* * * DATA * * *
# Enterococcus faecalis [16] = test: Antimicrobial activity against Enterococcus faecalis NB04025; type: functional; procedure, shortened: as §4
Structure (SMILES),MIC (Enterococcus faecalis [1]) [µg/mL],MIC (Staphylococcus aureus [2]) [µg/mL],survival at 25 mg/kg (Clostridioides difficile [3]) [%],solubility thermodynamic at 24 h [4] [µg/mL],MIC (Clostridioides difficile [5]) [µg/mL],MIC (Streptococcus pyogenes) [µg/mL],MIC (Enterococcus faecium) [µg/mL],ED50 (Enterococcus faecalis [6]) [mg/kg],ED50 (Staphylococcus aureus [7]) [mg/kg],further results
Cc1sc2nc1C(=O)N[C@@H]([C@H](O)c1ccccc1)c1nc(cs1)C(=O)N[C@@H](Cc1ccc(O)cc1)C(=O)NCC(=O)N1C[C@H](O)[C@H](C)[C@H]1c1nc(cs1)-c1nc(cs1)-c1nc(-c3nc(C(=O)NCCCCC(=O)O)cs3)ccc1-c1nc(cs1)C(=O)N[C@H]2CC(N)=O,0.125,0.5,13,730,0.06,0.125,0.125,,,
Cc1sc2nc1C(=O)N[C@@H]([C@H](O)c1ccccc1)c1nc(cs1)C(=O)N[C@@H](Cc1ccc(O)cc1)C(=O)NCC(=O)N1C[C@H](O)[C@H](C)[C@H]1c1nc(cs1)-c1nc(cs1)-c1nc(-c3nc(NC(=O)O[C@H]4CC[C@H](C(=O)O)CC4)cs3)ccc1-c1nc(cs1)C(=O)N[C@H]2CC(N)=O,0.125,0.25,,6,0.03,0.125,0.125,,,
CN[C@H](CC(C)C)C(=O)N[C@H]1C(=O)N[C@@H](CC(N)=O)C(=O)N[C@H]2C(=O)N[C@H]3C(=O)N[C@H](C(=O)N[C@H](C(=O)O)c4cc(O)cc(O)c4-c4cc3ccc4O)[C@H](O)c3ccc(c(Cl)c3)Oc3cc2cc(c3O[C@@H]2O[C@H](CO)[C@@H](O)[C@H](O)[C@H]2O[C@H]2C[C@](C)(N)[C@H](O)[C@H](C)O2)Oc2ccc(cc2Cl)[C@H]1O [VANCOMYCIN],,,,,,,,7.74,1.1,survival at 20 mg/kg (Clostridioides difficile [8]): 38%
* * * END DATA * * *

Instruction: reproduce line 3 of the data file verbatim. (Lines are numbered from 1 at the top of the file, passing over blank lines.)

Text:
Cc1sc2nc1C(=O)N[C@@H]([C@H](O)c1ccccc1)c1nc(cs1)C(=O)N[C@@H](Cc1ccc(O)cc1)C(=O)NCC(=O)N1C[C@H](O)[C@H](C)[C@H]1c1nc(cs1)-c1nc(cs1)-c1nc(-c3nc(C(=O)NCCCCC(=O)O)cs3)ccc1-c1nc(cs1)C(=O)N[C@H]2CC(N)=O,0.125,0.5,13,730,0.06,0.125,0.125,,,